I follow an Alton Brown recipe learned from NPR years ago, which starts with at least a 24 hour full submersion in a cold brine made of salt, brown sugar, and spices.   A few hours before meal time I remove it from the brine and work melted butter mixed with herbs between the meat and the skin of the breasts and thighs.  Then we cut out the backbone, turn it over, break the breast bone, and splay it out on a large pan.  This process is called spatchcocking, and it cuts the cook time in half since you have a much larger surface area, and generally solves the problem of cooking the dark and light meats evenly.   Into the oven for somewhere between 80 and 120 minutes, starting at high heat for 20 or so then dropping to medium for the rest.OLYMPUS DIGITAL CAMERA

Add to the turkey the mashed potatoes, fresh cranberry sauce, stuffing, broccoli, gravy, and it was quite the feast.  We hope to repeat the joy of such evens many times in the coming years of travel.

The Purple Contingent out on the Wilmington Riverwalk.

The Purple Contingent out on the Wilmington Riverwalk.


A cat-centric view of our Norfolk pre-Thanksgiving visit

A bit anxious about yet another breakdown, tow, and pending mechanic bill, we soldiered on towards Norfolk and a three day stay with Titi Linda and Tio Primo Jayson.  Linda is Rosemarie’s aunt, though since she is actually younger the relationship is almost reversed as to who is the aunt and who is niece.  Linda’s husband, Jayson, is still in the navy, approaching the end of his long, varied, and successful career.  We visited them earlier this year in London while they were temporarily assigned there for a season.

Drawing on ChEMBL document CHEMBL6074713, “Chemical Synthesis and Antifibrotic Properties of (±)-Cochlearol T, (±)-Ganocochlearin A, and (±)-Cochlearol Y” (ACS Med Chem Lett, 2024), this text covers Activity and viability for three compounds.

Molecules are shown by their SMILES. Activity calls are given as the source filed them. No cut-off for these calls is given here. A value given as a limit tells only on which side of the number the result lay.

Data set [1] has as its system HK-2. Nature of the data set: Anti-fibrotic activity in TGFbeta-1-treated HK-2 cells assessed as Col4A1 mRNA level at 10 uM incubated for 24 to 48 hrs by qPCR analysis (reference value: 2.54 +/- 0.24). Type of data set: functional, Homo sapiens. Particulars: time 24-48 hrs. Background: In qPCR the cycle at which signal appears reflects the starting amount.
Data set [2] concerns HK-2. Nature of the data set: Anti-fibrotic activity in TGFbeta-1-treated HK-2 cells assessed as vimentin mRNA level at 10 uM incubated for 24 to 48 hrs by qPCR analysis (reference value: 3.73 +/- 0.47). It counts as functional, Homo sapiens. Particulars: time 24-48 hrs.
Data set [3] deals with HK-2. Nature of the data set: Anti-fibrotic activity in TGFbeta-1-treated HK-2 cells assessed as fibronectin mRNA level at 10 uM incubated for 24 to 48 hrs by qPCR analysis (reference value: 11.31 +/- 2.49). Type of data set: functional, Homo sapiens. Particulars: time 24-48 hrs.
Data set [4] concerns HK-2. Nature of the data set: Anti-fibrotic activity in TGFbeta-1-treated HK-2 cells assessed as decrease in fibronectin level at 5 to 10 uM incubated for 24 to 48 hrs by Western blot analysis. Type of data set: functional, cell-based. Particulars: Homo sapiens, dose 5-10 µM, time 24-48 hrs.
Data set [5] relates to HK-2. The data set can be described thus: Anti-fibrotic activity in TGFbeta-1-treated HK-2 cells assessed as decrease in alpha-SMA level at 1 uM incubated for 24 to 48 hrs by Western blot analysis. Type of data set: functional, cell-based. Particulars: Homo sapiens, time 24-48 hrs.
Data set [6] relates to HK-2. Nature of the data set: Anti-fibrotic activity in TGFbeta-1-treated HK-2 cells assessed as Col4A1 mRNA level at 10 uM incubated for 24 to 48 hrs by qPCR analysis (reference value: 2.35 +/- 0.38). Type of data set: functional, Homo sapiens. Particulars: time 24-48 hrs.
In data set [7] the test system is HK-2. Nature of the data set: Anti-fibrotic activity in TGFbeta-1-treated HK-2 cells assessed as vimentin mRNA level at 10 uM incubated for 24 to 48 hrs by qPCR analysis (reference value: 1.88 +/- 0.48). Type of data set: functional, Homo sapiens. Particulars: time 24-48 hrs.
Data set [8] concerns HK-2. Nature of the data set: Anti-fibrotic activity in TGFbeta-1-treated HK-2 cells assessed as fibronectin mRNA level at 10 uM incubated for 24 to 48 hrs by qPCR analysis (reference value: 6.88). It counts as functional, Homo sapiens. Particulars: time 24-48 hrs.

Titi Linda and Pad Kee Meow, Behind the Red Curtain.  Sucia

Because of the latest bus drama we got a much later start towards Norfolk than planned, but after nearly five hours we made it safe and sound. Pad Kee Meow spent the entire time on Rosemarie’s lap.IMG_3881


Precious and Pad Kee getting to know each other.

While in Norfolk we hung out with Rafael and Deanna, Linda and Jayson’s close friends and the parents of their godchildren.  Pad Kee Meow got to know Precious, their wonderfully loving and tolerant dog.  The entire weekend was a food fest with lasagna, pernil, and pastelles, along with an extravagant engagement with Jayson’s collection of Scotch, Bourbon, and Irish Whiskey.IMG_3873


After too short a time we headed back south towards Wilmington and our planned feast with my mom and stepdad.  For much of the last decade Rosemarie and I hosted Thanksgiving, having claimed that holiday for ourselves since no one else seemed keen on it.  During those years, and despite the stress of it, we had grown quite fond of the entire event, preparing a full and multi-course meal for up to 17  family and friends.


Now that we are full time RVing we don’t get to host the Thanksgiving, but this year I would at least get to prep my awesome salt-brined and spatchcocked turkey for our four person intimate gathering.  More to follow.


Can we make it 62 Miles to Wilmington for repairs?